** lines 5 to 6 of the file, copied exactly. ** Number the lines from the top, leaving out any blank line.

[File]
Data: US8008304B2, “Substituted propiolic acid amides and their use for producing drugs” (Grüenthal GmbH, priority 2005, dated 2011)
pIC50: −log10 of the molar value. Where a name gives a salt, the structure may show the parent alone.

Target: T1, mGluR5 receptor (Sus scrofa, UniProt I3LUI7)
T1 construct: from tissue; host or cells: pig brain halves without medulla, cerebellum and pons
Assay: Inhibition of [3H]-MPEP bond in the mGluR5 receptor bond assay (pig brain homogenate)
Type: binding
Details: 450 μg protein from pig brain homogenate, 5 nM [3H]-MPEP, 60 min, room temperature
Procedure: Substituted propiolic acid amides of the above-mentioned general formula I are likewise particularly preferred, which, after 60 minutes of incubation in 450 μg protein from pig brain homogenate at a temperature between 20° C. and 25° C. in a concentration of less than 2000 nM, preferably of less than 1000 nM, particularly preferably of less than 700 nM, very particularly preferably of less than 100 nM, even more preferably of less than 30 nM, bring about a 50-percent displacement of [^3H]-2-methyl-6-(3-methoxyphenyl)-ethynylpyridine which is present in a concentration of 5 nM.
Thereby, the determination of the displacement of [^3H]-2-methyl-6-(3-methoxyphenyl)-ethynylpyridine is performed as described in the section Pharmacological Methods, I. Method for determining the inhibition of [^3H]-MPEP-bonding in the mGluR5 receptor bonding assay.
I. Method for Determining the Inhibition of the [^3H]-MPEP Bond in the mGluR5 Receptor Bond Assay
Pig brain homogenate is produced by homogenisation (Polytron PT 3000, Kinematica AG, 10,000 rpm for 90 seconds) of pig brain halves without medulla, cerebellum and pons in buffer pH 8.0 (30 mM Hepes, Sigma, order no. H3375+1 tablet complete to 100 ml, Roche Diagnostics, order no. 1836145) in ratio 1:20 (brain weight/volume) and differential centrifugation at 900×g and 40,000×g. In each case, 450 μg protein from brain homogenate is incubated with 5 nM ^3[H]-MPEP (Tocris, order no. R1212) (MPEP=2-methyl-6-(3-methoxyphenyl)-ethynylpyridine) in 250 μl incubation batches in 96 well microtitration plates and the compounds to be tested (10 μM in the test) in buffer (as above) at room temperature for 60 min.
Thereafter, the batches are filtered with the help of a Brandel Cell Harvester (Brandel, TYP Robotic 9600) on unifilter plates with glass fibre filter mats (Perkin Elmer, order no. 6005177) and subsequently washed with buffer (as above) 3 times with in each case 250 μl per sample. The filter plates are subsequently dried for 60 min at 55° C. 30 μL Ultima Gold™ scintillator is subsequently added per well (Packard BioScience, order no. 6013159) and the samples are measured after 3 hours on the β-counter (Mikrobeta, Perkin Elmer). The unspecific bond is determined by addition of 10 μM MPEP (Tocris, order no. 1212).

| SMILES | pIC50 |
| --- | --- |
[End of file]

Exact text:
Assay: Inhibition of [3H]-MPEP bond in the mGluR5 receptor bond assay (pig brain homogenate)
Type: binding